The National Institute for Health and Care Excellence (NICE) has refined its recommendations for prescribing medical cannabis in the UK. The parents of a young epileptic boy ceased a legal challenge after the declaration.
Alison and Matt Hughes, whose three-year-old son Charlie suffers from a rare form of epilepsy called West Syndrome, had obtained medicinal cannabis through a private prescription that made it possible to legally import products from the Netherlands.
After the local NHS Trust informed him that current NICE guidelines prevent them from prescribing cannabis-based medicinal products through the NHS, the parents decided to take legal action.
Medical cannabis was legalized in the UK in November 2018, and NICE published its recommendations on prescribing medical cannabis, which will be published the following year.
As more and more patients access medical cannabis through private clinics, access through the NHS remains extremely rare. This is mainly due to a lack of knowledge and unwillingness to prescribe among doctors and clinicians.
According to the recommendations, medical cannabis products can be prescribed by specialist clinicians for a range of conditions and ailments, including treatment-resistant epilepsy. However, some have previously interpreted the lack of a recommendation for a prescription as a recommendation against the use of the drugs.
The latest NICE guidelines state: “However, the fact that Nice has not made such a population-wide recommendation should not be interpreted by health professionals to prevent them from considering the use of unlicensed cannabis-based medicines pull if this is clinically appropriate in the individual case.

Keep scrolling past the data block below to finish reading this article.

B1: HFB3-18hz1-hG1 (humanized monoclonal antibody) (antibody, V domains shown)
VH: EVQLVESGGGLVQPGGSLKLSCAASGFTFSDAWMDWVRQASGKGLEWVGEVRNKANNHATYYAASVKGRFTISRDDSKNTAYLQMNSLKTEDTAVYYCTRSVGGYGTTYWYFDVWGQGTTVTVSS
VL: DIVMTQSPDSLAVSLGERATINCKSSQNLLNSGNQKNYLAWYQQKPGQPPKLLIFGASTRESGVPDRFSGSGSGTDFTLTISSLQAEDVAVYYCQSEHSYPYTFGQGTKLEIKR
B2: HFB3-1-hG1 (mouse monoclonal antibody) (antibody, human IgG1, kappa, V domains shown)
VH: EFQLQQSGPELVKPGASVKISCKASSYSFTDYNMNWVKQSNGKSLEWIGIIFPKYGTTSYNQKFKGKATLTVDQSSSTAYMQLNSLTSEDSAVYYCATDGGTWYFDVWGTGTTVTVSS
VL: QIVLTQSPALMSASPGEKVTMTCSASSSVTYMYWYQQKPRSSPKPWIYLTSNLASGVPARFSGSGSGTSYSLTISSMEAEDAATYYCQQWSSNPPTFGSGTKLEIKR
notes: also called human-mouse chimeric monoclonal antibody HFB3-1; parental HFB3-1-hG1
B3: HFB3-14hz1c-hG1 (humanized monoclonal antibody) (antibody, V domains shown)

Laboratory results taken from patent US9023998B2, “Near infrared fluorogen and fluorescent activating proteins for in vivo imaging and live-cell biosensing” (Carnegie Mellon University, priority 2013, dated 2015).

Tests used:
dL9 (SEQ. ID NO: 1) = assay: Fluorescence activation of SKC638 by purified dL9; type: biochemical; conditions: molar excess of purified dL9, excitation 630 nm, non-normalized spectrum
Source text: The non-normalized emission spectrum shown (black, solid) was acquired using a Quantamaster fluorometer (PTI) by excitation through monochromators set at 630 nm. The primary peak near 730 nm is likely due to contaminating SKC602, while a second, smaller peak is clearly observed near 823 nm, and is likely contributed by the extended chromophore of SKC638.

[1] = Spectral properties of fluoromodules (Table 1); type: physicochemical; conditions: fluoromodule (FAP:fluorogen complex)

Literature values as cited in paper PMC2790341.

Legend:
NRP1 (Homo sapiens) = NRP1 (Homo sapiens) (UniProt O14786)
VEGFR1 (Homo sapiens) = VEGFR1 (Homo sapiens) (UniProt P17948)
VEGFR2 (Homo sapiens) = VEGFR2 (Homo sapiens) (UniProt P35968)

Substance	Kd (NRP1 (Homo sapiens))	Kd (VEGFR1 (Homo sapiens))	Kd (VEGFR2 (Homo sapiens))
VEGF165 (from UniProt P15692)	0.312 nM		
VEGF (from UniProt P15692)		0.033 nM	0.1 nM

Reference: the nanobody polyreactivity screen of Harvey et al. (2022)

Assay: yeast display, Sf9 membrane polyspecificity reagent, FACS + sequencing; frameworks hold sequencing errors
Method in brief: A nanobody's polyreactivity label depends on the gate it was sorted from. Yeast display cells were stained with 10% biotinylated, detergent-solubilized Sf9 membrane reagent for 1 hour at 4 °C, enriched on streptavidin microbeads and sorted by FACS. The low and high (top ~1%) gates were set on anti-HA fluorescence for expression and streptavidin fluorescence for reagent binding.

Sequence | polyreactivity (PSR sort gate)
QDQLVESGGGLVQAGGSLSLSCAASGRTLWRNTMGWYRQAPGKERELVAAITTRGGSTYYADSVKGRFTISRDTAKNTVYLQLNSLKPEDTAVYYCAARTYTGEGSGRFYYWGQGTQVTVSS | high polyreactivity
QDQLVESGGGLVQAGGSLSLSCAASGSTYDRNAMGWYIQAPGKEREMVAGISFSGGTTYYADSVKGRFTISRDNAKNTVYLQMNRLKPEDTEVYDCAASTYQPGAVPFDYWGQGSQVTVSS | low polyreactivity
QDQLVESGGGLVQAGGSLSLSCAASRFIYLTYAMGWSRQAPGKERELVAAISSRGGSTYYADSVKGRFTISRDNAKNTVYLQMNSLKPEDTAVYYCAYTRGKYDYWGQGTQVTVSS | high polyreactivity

“Cannabis-based medicinal products may be prescribed to patients in this population if the doctor believes that there is a fair balance of benefit and risk, and in consultation with the patient and their family members, caregivers or legal guardians. There is no recommendation against the use of cannabis-based medicines. “
Source: The Hughes Family
Three-year-old Charlie Hughes has reportedly seen significant improvement in symptoms after undergoing medical cannabis treatment. Scans of Charlie’s brain showed significantly decreased epileptic activity due to the use of the drugs.
In a statement reported by The Guardian, the Hugheses said, “We are delighted that this trial has finally come to a satisfactory end, and we hope this will give pediatricians more confidence in the NHS prescribing on an individual basis for patients like Charlie who have shown amazing results with medicinal cannabis.
“Many families have to pay huge sums of money every month to protect their children and get private prescriptions for cannabis-based drugs to work for them. You should get these life saving treatments on the NHS. “
Alison and Matt Hughes announced their plan to take legal action last August.